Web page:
-John F. Kennedy

Your competitors change. Your customers change. Your suppliers change. The available pool of talent from which you employ key resources changes. Technology, a proxy for the wide universe of possibilities and risk, also changes. At times, and in some industries, this pace of change can be very slow, while in others, by contrast, the change can seem impossibly fast. One thing is for sure… change is not likely to happen on the cadence of your annual planning cycle.

Most well-run companies have some kind of planning cycle, which may start with a strategic review and adjustment, followed by a setting of goals and budgets for the coming year. While there are many variations, the process usually contains the following elements:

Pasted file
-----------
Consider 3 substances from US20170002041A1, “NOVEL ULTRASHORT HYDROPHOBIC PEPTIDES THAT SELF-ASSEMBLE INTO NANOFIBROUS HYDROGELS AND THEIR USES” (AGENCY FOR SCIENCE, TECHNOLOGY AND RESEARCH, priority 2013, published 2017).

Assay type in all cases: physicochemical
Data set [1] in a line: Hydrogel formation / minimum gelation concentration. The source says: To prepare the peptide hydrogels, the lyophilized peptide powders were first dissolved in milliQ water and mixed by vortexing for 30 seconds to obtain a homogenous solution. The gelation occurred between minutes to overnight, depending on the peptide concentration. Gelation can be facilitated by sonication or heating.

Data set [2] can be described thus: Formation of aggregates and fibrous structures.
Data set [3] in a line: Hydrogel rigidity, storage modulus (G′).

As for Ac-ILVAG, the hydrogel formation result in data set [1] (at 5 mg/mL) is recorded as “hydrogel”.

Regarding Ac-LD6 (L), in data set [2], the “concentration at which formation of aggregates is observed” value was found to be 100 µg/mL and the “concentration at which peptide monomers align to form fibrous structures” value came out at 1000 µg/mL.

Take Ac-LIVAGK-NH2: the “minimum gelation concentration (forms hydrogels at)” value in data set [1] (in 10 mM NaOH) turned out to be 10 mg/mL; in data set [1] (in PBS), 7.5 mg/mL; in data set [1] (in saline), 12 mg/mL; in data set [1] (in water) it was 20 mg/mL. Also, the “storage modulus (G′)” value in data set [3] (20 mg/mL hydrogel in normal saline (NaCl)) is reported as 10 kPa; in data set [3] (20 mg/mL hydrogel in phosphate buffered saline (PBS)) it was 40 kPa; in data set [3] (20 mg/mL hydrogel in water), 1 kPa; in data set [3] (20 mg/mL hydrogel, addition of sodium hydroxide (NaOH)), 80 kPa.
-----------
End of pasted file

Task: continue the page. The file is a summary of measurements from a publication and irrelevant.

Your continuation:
1. The Current Mission, Vision and Strategy
  2. The near term (perhaps 3 to 5 year) Objectives
  3. The Performance to plan during the previous year
  4. The core Capabilities, the integrated processes throughout the value chain
  5. The core Competencies and the resource pool needed to retain them, including changes and trends
  6. The current Customers, including changes and trends
  7. The Competitions’ strategy and performance, including changes and trends
  8. The key Suppliers, including changes and trends
  9. The current Product and Service offerings
  10. Major changes proposed to the Mission, Vision and Strategy
  11. The new Product and Service plans, including their status, upside potential and downside risk